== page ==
Military Report on Dir , Swat and Bajour (First Edition) was compiled by the Intelligence Branch, Division of the Chief of Staff, India, Shimla, in the year 1906. This report was compiled by Major A.C.M, Waterfield, M.V.O., D.A.Q.M.G. Further it covered the geography, communications, climates, resources, ethnography, history, administration, military and political aspects of Dir, Swat and Bajour areas. Those parts which are related to Swat are produced here for the interest of readers. Part 7 of this series is given below that sheds light on the situation of Swat during Sikh rule and the nomination of Sayyid Akbar Shah as ruler of Swat in 1849.
During the following centuries (17th and 18th centuries) the tribes were left much to themselves but were obliged to submit to Aurangzeb who sent expeditions against them. Nadir Shah seized the Moghal throne at the beginning of the century (18th Century) and led a force in person against the Yusufzais, south of Buner. On the death of Nadir Shah the Sadozai Duranis came into power, to whom the tribes paid tribute regularly. Afterwards the Sadozais were followed by the Barakzai dynasty.
The Sikhs had by this time reached Attock, and were encroaching on the trans-Indus century. In 1823 the Yusufzais among the other tribes joined the Barakzais in opposing the Sikhs. The Sikhs were victorious and Ranjit Singh entered Peshawar. In 1829, the notorious Mir Said Ahmed Shah of Bareilly, the founder of the sect of Hindustani fanatics (Mujahidin), who still exist in Indus Kohistan appeared on the scene. He made a combined attempt with the Durani Sardars of Peshawar to eject the Sikhs which failed. Ahmed Shah Bareilly fled to Swat and later to Buner, from thence he was hunted to Hazara where he was killed by the Sikhs at the village of Balakot in I831. In 1831 Abdul Ghafur, the Akhund of Swat (Saidu Baba) a religious leader of great fame and influence, joined the Amir Dost Mohammed Khan against the Sikhs, but on Dost Mohammed’s defeat he was forced to retire into Swat, finally settling at Saidu in Upper Swat. In 1837 Dost Mohammed again tried conclusions with the Sikhs and was assisted by levies from Bajaur. In 1841 the Afghan war broke out, and in 1842 a contingent from Bajaur under Faiz Talab Khan fought against us (British) at Jalalabad. In 1847 Major George Lawrence came to administer the Peshawar valleys on behalf of the Sikhs and soon began to experience trouble from the Yusufzais on the border of Swat.
The Punjab was formally annexed in I 849 and British rule was established in Peshawar. The Yusufzais and Utman Khels, according to their custom, committed a series of raids and robberies within our border. Swat also became a harbour of refuge for outlaws and refugees from British territory and was, moreover, constantly urging the Pathans in our territory to rise and set our authority at defiance. The Utman Khels living in British Baezai refused to pay revenue. An example became necessary; accordingly in December 1849 a force under Colonel Bradshaw, moved against the villages at the foot of the Shahkot and Morah passes. The inhabitants of Thana and Lower Swat, to the extent of 5,000 to 6,000 came to the assistance of their kinsmen. The enemy numbered in all from 10,000 to 12,000 men. The operations were entirely successful. The enemy were driven from their positions across the border with great loss, their villages were destroyed and large quantities of grain were taken. Our loss was 3 killed and 22 wounded. It was afterwards ascertained that the combination of tribes against us was very large and that reinforcements, which did not arrive in time, were on their way from Bajaur and Dir.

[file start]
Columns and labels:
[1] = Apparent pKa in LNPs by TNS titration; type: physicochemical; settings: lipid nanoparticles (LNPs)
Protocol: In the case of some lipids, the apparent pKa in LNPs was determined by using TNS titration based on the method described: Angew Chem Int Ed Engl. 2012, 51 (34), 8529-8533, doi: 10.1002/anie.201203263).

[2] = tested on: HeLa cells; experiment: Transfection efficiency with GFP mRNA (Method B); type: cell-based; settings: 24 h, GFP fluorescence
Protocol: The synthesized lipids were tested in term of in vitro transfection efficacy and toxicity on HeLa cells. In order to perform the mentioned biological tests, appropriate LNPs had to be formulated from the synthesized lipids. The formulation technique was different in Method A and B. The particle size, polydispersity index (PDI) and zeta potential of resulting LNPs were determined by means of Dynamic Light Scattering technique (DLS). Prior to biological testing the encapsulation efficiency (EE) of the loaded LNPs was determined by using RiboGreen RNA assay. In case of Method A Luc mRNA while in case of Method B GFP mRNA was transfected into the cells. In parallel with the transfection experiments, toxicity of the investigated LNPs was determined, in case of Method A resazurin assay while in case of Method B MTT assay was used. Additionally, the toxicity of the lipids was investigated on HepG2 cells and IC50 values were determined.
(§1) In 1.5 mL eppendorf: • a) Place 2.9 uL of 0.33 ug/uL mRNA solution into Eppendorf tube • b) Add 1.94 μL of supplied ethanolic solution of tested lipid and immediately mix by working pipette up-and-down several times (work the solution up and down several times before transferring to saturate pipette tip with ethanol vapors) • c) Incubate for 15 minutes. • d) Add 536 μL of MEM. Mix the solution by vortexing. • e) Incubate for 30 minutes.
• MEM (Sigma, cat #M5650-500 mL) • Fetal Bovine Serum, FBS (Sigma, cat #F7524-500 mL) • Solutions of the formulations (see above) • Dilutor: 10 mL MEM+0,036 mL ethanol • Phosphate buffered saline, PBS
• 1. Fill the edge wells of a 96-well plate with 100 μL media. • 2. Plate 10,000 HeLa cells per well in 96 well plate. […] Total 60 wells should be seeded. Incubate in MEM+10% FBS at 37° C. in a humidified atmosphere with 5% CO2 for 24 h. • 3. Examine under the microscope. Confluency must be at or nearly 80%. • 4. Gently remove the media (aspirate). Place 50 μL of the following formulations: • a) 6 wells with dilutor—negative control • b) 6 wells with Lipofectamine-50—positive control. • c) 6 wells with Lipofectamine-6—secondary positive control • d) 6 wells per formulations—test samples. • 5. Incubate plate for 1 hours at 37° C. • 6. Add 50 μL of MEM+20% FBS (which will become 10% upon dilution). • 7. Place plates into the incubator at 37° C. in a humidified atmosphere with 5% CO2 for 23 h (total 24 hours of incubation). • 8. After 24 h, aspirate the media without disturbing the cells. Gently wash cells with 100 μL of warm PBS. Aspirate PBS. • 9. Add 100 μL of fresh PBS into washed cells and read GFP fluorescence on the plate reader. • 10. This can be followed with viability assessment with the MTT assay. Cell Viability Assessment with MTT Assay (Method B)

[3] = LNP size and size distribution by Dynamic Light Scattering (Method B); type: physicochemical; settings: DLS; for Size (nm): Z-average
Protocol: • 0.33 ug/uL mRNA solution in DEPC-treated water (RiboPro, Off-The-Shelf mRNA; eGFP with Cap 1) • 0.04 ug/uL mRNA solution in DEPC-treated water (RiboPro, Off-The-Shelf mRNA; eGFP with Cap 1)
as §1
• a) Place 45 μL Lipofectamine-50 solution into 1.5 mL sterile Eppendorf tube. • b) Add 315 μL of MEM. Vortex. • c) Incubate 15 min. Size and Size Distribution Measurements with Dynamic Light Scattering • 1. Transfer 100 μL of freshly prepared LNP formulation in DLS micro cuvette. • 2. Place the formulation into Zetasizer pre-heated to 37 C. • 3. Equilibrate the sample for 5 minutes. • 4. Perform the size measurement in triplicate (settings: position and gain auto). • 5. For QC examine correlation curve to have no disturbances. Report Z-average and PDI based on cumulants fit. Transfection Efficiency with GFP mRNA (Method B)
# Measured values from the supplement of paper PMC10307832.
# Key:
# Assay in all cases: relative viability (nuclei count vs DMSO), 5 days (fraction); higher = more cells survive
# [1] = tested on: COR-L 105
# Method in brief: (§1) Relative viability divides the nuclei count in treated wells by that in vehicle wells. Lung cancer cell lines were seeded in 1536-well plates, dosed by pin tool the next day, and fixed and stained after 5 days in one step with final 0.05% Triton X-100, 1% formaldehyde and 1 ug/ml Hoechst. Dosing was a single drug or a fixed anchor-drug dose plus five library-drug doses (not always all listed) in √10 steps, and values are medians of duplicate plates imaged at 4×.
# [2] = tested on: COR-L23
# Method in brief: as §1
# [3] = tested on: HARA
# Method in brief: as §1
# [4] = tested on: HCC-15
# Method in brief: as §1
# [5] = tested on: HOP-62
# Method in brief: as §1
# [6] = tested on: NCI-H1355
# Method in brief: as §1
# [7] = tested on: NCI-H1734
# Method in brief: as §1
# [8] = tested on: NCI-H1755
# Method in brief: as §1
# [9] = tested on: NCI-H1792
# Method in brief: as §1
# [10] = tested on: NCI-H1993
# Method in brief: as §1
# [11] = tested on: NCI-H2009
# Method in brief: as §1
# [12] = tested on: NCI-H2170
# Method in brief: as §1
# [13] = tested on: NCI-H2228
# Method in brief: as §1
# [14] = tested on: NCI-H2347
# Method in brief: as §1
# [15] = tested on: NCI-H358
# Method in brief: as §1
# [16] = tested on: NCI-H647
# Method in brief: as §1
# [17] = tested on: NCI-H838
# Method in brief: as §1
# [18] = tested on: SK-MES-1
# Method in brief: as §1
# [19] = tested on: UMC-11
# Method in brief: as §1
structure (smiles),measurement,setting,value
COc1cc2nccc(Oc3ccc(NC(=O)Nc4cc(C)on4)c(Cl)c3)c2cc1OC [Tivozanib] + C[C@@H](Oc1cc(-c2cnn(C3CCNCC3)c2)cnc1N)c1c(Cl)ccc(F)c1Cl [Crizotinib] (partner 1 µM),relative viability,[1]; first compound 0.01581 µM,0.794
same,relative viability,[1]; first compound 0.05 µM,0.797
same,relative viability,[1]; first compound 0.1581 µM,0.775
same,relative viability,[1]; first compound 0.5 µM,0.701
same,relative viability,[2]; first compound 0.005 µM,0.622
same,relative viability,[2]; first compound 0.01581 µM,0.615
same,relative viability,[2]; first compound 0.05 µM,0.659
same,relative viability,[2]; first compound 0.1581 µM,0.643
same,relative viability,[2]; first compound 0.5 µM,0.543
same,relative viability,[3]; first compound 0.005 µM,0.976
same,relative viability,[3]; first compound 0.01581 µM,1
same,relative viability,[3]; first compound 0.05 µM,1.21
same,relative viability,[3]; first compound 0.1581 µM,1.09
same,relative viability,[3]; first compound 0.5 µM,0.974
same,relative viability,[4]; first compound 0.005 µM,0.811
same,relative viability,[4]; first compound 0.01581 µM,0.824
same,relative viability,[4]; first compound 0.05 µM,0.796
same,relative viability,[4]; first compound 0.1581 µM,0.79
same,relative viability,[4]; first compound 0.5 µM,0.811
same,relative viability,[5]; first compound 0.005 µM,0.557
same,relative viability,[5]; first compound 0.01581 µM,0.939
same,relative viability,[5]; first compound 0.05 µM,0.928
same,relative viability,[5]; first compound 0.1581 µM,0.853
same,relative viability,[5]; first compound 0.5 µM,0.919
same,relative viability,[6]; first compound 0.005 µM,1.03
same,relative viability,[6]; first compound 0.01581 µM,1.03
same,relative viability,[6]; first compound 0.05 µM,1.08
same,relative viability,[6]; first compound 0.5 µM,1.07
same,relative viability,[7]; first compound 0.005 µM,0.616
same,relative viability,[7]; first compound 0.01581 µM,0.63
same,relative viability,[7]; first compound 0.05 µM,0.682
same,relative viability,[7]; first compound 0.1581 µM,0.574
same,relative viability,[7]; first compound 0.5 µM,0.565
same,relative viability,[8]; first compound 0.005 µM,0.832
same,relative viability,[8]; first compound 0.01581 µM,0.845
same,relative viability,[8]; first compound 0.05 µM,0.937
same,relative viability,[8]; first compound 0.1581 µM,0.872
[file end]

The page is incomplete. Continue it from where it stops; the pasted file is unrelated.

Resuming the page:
At this period the influence of the Akhund (Saidu Baba) was very great but his attitude was not aggressively hostile to Government. He impressed on the tribes the strength of the British power and urged that their only chance of resisting this formidable power lay in unity under a single leader. The Akhund put forward Said Akbar (Sayyid Akbar Shah of Sithana), a descendant of the famous Pir Baba whose grave in Buner is one of the most holy shrines in the country to this day, as a candidate. Said Akbar came to be known as the Badshah or king of Swat.
Military Report on Dir , Swat and Bajour (First Edition), Intelligence Branch , Division of the Chief of Staff, India, Shimla (1906), Pages 21-22.
TO BE CONTINUED…